• Shared IP – Where different parts of the creative economy exploit common designs, stories, characters and worlds. This effect can be seen in popular franchises from Pokémon to Harry Potter with major revenues across multiple creative industries. It can also be seen in less well-known books, songs and other creative works used as IP in movies, television shows, video games and other settings which introduce that content to new audiences.
  • Creative technology – There is increasing overlap between the digital and creative industries and this is only likely to increase with the growing role of AI, new approaches to VFX (including the use of gaming platforms in making new film and TV) and collaboration tools in production.

All of this will have implications for public policy as the creative economy recovers from Covid-19, in areas including:

  • Regional development – With creative industry clusters likely to play a more important role in a greater range of regions over time.
  • Skills policy – With cultivating creativity an increasingly important priority for the education system and the wide range of technical skills needed to support the creative economy in increasing demand.
  • Global competitiveness – With growth in the size of the global creative economy increasing the rewards for those countries and regions that are competitive in the production of creative goods and services.” [2]


The Global Liveability Index (calculated by the Economist Intelligence Unit) presents an annual, ranked list of the world’s most liveable cities. Its five categories are:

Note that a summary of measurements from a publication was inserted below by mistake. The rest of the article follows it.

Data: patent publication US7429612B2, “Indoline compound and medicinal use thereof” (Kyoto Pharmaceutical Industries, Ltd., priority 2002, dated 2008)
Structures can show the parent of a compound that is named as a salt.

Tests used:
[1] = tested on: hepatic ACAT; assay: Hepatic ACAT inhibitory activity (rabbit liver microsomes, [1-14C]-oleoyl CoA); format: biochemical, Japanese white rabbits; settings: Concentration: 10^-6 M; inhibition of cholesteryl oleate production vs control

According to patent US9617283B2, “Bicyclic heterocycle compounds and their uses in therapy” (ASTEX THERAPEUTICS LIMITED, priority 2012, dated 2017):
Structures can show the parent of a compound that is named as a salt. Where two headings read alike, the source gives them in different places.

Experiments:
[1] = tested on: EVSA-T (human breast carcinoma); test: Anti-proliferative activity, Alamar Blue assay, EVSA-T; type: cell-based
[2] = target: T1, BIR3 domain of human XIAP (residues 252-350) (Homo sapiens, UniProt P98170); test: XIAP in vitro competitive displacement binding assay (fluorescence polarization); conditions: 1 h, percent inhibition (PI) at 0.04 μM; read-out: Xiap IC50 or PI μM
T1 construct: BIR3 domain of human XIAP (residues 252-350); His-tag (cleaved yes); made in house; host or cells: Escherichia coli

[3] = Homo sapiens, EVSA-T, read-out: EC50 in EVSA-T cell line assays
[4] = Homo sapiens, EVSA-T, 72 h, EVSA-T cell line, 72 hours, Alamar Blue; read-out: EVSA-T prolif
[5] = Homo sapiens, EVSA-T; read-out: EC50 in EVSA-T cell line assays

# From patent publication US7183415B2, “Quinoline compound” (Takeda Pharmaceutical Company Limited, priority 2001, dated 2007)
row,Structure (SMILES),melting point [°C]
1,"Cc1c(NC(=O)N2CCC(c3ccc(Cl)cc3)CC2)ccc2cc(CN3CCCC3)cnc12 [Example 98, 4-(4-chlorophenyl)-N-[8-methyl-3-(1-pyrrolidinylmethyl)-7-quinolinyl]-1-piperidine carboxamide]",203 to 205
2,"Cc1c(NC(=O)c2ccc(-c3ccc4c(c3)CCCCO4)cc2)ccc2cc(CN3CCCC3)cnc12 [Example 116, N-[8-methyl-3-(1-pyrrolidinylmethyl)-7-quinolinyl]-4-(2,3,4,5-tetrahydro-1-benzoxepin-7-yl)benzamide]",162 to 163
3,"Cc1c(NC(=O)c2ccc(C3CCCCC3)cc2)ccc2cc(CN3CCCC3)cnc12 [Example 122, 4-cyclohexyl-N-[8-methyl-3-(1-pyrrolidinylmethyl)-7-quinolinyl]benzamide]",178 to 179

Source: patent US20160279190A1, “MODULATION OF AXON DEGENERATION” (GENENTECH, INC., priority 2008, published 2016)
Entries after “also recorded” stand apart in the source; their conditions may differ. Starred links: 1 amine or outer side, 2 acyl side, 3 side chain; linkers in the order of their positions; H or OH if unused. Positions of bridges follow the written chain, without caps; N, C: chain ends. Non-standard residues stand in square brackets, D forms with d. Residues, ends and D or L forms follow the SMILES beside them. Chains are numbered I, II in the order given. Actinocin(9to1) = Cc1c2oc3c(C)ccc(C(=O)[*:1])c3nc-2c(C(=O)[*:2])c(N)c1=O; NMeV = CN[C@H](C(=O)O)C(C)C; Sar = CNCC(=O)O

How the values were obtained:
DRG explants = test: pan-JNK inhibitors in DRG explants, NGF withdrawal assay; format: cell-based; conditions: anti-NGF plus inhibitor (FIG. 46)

• Stability
  • Healthcare
  • Culture and Environment
  • Education
  • Infrastructure

The Covid Pandemic had a profound impact on the liveability of cities around the world. That impact was measured by the EIU across a range of economic markers including:

  • Restrictions on theatre
  • Restrictions on classic and modern music concerts
  • Restrictions on restaurants, bars, coffee shops and nightclubs

At the height of the pandemic in 2021, Auckland was ranked as the world’s No.1 most liveable city.

“Auckland rose to the top of the ranking owing to its successful approach in containing the COVID-19 pandemic, which allowed its society to remain open and the city to score strongly on a number of metrics including education, culture and environment.”[3]  

Last year, however, Auckland dropped back to 34th because it “no longer had an advantage over well-vaccinated European cities”. [4] 

In 2022, the world’s most liveable city was Vienna.

Its advantage?


With a population comparable to Auckland’s (c. 2 million people), Vienna makes cultural participation the top policy driver for the city.

The city’s initiatives integrate universal accessibility to Art and Culture as a key focus of its future development over the next three decades. These long term, multi-step plans indicate the City’s continued commitment to enhancing the quality of life and cultural engagement of its multinational population.” [5]

Culture is a key driver of liveability in a city


In January this year the Australian Government unveiled ‘Revive’ – a landmark cultural policy which includes almost $200 million in additional funding for the Arts. [6]

Their investment will significantly increase the global competitiveness of Australian cities compared to New Zealand cities.

  • Auckland is facing a skills deficit and a talent shortage, and therefore needs to attract workers and become more liveable
  • Auckland is facing a brain drain and therefore needing to retain the skilled workers we currently have by becoming more liveable
  • Auckland needs to attract domestic, trans-Tasman, and international tourism – a  key driver of which is Art and Culture
  • Our nearest neighbour – Australia – is taking proactive, highly competitive steps to increase its liveability and desirability by investing strongly in Art and Culture